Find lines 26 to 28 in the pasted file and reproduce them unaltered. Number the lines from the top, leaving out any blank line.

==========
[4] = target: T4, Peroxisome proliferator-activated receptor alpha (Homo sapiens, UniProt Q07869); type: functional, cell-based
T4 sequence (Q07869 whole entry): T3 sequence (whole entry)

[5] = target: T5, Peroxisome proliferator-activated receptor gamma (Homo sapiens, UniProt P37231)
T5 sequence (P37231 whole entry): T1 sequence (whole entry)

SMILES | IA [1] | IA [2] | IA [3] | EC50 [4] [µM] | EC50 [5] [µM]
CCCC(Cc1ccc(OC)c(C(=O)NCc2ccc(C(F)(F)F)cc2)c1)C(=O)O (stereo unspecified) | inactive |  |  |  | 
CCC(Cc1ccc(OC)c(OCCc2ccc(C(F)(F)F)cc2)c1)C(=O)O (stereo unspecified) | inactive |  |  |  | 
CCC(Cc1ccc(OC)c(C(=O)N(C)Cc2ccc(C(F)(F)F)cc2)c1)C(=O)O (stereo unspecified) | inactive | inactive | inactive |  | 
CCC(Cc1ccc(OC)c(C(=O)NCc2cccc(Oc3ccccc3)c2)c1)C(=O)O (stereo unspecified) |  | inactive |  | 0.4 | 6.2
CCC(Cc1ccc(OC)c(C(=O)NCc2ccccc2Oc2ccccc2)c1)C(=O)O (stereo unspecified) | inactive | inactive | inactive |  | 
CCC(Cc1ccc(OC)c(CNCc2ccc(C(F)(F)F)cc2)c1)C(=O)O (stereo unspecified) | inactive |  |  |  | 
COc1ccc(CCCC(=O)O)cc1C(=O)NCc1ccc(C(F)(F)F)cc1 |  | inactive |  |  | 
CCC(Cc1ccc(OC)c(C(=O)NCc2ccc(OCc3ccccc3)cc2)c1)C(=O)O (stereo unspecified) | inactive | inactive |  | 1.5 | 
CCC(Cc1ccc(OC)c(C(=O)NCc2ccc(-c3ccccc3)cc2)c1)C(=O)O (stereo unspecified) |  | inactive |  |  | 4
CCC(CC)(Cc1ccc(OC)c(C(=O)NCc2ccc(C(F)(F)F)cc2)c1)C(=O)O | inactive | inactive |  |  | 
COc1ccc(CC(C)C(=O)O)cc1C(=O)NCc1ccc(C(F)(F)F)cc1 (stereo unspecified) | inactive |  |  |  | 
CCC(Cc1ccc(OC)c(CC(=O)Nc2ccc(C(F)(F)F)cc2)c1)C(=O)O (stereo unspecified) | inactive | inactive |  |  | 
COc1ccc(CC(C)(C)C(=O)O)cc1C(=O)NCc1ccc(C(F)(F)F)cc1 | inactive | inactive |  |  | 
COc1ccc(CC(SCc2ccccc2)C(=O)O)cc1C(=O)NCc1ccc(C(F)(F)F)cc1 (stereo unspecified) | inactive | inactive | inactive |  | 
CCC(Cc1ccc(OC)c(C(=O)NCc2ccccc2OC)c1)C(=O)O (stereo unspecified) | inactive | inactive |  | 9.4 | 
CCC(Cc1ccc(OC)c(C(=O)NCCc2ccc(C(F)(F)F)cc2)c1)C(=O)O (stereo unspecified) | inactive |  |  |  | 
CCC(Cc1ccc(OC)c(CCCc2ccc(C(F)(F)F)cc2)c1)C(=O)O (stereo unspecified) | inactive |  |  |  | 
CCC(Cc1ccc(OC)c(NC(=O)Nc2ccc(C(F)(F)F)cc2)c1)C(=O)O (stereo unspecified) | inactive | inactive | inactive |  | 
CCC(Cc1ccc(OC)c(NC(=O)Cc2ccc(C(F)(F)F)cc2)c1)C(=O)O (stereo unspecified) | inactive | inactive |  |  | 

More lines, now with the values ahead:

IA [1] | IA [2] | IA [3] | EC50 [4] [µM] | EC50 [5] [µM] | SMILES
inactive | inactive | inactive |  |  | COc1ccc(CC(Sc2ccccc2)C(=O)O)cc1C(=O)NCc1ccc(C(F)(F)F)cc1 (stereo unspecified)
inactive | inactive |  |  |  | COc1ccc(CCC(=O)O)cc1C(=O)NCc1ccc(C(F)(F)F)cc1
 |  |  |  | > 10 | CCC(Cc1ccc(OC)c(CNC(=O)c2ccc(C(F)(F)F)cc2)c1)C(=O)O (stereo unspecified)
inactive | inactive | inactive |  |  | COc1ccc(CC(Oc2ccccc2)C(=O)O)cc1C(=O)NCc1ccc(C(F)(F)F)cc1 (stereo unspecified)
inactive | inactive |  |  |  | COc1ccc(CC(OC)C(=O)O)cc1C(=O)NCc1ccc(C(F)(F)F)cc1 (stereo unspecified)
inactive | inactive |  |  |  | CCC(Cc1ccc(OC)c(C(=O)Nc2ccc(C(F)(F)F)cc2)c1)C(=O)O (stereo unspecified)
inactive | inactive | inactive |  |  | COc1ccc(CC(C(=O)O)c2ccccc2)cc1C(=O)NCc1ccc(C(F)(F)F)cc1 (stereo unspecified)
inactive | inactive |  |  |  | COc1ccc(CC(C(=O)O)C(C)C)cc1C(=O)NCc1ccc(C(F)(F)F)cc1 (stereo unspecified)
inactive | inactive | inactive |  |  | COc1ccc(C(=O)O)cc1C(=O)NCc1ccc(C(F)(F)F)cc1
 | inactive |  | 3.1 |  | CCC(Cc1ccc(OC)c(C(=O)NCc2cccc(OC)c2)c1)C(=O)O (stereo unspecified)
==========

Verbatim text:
IA [1] | IA [2] | IA [3] | EC50 [4] [µM] | EC50 [5] [µM] | SMILES
inactive | inactive | inactive |  |  | COc1ccc(CC(Sc2ccccc2)C(=O)O)cc1C(=O)NCc1ccc(C(F)(F)F)cc1 (stereo unspecified)
inactive | inactive |  |  |  | COc1ccc(CCC(=O)O)cc1C(=O)NCc1ccc(C(F)(F)F)cc1